Judge Richard Valentine Morris

Morrisania, Bronx County, New York, USA
Death 1815 (aged 46–47)
Manhattan, New York County (Manhattan), New York, USA
Burial Bronx, Bronx County, New York, USA
Memorial ID 103118952 View Source

Chief Justice of the Supreme Court, State of New York. He had also been a Commodore in the United States Navy.

Over 300 burials are said to be interred in the Morris Vault at St. Anne's. See Godey's Magazine Volume 132 Page 72

He was born on March 8, 1768, in Morrisania, then a town in Westchester County, which became in 1898 a neighborhood in the borough of the Bronx, New York City. He was the son of Lewis Morris, a signer of the Declaration of Independence.

Appointed as Captain on 7 June 1798, Morris was in command of Adams, during the Quasi-War with France and made several successful captures of French vessels. At the reduction of the US Navy after the war with France, Morris was retained as fifth in rank and recalled to command the Mediterranean Squadron in 1802 during the First Barbary War. In command of Chesapeake, Morris led an unsuccessful blockade of Tripoli, mostly remaining in Gibraltar for the better part of 1803. Morris was relieved of duty and command of the squadron would turn over to Edward Preble in Constitution. Recalled to the United States, Morris faced a court of inquiry which decided that he had not "discovered due diligence and activity in annoying the enemy". On May 16, 1804, Secretary of the Navy Robert Smith, with the agreement of President Thomas Jefferson, revoked his captaincy in the U.S. Navy and dismissed him from the service.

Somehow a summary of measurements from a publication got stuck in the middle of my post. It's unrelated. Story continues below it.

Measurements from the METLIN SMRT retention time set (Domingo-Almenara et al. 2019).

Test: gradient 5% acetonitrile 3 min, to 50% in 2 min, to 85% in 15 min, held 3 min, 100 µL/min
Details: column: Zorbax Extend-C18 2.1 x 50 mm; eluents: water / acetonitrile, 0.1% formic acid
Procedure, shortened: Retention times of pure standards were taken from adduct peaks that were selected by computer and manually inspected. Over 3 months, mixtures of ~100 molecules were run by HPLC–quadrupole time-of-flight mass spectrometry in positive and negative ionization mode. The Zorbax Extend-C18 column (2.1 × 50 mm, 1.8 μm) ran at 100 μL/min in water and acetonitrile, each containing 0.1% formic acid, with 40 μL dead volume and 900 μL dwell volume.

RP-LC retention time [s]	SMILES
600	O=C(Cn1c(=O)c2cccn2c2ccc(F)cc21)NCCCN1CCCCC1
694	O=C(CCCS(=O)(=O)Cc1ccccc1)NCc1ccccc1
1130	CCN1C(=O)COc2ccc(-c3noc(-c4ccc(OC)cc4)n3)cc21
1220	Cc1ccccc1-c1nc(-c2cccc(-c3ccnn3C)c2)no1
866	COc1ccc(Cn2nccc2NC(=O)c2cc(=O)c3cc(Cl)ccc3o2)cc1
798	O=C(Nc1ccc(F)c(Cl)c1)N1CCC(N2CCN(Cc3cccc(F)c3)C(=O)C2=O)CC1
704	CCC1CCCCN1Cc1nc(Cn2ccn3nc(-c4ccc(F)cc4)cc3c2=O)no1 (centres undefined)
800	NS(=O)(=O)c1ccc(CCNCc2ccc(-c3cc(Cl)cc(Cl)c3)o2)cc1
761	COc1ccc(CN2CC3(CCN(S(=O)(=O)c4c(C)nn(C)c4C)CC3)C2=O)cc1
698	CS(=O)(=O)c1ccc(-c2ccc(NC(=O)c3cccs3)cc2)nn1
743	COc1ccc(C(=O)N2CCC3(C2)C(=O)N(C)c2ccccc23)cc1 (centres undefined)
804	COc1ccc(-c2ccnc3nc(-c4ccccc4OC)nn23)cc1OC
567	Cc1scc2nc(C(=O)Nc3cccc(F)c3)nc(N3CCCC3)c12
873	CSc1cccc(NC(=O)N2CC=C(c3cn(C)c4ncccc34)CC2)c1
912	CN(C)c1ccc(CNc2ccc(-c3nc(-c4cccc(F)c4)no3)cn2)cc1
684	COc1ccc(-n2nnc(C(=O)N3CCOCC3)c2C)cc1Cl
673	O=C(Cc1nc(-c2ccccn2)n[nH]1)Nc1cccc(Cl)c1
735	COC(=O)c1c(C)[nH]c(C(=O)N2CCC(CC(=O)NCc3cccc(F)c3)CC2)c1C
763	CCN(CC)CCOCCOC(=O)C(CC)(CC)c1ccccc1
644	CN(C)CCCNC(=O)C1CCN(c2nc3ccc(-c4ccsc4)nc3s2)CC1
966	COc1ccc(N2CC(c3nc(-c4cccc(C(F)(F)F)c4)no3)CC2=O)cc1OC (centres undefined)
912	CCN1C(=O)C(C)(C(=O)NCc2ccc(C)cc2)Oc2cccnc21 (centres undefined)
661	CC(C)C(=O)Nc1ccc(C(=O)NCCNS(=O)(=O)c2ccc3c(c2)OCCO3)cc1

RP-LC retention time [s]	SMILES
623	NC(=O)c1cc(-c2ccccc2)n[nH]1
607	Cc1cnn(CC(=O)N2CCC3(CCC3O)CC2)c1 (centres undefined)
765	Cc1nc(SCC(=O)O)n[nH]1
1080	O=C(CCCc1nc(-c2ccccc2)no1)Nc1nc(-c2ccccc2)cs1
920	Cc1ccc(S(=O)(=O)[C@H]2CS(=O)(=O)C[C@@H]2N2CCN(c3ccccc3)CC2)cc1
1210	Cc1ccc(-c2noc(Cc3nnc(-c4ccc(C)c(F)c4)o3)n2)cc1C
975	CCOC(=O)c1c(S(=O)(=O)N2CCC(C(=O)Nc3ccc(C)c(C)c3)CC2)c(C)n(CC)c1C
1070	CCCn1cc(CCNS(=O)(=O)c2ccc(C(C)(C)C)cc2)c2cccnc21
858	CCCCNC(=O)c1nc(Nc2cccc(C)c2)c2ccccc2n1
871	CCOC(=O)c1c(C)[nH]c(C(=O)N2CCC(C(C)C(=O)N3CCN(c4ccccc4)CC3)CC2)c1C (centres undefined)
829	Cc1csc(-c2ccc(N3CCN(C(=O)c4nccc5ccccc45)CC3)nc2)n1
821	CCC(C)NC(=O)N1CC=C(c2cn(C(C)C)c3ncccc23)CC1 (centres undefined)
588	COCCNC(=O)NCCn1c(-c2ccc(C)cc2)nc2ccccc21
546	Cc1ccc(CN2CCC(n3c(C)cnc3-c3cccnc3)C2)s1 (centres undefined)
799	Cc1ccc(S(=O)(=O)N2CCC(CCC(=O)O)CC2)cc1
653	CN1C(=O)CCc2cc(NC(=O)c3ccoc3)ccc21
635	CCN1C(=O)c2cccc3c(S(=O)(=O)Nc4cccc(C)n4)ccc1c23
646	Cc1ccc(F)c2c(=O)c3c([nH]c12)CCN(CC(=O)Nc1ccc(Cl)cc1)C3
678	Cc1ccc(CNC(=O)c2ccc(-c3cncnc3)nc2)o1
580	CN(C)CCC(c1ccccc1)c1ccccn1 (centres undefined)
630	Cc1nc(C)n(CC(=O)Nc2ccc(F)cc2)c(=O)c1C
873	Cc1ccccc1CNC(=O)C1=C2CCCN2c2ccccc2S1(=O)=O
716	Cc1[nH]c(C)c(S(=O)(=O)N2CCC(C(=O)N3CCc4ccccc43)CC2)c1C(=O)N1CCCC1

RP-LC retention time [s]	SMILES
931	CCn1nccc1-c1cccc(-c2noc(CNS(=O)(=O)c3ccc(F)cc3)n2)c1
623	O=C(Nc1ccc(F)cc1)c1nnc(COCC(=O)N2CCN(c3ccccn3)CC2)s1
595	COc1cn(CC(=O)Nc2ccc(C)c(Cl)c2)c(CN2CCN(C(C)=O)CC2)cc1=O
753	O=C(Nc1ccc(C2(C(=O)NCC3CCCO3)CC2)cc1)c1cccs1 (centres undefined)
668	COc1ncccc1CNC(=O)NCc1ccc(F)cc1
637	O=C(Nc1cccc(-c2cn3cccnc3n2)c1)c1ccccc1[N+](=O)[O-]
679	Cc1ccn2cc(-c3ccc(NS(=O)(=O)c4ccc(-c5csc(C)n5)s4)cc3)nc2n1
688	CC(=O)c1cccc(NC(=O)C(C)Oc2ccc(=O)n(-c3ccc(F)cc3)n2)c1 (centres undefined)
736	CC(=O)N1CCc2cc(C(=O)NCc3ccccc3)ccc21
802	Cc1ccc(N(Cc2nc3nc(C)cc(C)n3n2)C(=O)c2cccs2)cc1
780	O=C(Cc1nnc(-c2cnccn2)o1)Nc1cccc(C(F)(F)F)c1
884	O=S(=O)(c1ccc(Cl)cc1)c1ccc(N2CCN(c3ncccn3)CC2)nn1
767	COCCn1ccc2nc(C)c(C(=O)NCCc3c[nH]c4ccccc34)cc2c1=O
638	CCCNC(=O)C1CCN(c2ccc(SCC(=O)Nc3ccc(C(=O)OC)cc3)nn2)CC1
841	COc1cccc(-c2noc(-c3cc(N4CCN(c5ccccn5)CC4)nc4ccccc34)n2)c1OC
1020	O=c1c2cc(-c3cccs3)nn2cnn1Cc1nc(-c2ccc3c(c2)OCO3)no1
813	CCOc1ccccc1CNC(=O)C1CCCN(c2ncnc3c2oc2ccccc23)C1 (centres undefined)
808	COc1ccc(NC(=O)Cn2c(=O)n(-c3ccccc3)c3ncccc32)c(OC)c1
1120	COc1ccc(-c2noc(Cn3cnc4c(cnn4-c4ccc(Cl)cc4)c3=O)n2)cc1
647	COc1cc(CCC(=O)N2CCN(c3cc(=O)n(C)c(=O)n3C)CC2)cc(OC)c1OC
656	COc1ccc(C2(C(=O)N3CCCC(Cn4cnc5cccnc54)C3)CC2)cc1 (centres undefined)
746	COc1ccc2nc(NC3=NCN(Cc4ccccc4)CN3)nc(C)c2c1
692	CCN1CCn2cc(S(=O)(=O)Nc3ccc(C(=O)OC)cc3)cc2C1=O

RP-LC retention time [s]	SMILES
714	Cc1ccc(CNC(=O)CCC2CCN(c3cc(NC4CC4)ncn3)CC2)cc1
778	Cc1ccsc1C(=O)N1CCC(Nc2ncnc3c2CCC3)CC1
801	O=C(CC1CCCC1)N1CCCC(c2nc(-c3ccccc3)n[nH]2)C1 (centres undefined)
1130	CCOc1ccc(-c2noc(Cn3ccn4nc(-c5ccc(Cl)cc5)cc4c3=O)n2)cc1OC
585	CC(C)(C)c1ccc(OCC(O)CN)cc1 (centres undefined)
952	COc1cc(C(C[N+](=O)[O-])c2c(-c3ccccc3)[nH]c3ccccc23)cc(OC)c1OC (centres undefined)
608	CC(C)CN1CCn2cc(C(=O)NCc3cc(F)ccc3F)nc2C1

Morris was a Federalist member of the New York State Assembly (Westchester Co.) in 1814.

Gravesite Details

From "The Story of the Bronx" By Stephen Jenkins 1912 Page 269.

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